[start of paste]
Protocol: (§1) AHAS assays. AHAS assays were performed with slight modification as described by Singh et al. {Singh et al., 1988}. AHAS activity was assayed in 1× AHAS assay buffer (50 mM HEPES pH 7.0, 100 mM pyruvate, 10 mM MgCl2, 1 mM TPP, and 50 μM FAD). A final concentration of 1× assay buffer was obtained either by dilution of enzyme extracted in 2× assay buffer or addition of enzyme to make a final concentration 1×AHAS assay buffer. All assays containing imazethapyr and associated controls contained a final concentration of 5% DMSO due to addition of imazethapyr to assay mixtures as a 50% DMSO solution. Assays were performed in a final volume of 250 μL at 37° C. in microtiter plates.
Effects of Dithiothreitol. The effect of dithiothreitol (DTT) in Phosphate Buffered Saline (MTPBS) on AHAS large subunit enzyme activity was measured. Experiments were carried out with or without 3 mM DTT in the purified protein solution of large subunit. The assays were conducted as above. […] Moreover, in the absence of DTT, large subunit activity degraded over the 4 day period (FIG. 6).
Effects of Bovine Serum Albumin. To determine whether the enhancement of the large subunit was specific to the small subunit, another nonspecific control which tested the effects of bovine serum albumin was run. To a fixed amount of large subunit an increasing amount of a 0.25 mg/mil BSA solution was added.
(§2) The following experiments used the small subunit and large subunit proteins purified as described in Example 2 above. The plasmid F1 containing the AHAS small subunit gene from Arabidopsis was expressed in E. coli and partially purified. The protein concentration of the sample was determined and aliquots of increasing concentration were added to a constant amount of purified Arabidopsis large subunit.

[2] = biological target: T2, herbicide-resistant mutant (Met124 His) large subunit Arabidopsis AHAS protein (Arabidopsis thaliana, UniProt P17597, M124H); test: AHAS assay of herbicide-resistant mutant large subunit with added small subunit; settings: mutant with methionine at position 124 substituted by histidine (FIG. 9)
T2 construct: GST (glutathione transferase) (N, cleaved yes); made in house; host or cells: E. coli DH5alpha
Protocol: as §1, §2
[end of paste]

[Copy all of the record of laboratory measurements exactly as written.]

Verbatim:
Protocol: (§1) AHAS assays. AHAS assays were performed with slight modification as described by Singh et al. {Singh et al., 1988}. AHAS activity was assayed in 1× AHAS assay buffer (50 mM HEPES pH 7.0, 100 mM pyruvate, 10 mM MgCl2, 1 mM TPP, and 50 μM FAD). A final concentration of 1× assay buffer was obtained either by dilution of enzyme extracted in 2× assay buffer or addition of enzyme to make a final concentration 1×AHAS assay buffer. All assays containing imazethapyr and associated controls contained a final concentration of 5% DMSO due to addition of imazethapyr to assay mixtures as a 50% DMSO solution. Assays were performed in a final volume of 250 μL at 37° C. in microtiter plates.
Effects of Dithiothreitol. The effect of dithiothreitol (DTT) in Phosphate Buffered Saline (MTPBS) on AHAS large subunit enzyme activity was measured. Experiments were carried out with or without 3 mM DTT in the purified protein solution of large subunit. The assays were conducted as above. […] Moreover, in the absence of DTT, large subunit activity degraded over the 4 day period (FIG. 6).
Effects of Bovine Serum Albumin. To determine whether the enhancement of the large subunit was specific to the small subunit, another nonspecific control which tested the effects of bovine serum albumin was run. To a fixed amount of large subunit an increasing amount of a 0.25 mg/mil BSA solution was added.
(§2) The following experiments used the small subunit and large subunit proteins purified as described in Example 2 above. The plasmid F1 containing the AHAS small subunit gene from Arabidopsis was expressed in E. coli and partially purified. The protein concentration of the sample was determined and aliquots of increasing concentration were added to a constant amount of purified Arabidopsis large subunit.

[2] = biological target: T2, herbicide-resistant mutant (Met124 His) large subunit Arabidopsis AHAS protein (Arabidopsis thaliana, UniProt P17597, M124H); test: AHAS assay of herbicide-resistant mutant large subunit with added small subunit; settings: mutant with methionine at position 124 substituted by histidine (FIG. 9)
T2 construct: GST (glutathione transferase) (N, cleaved yes); made in house; host or cells: E. coli DH5alpha
Protocol: as §1, §2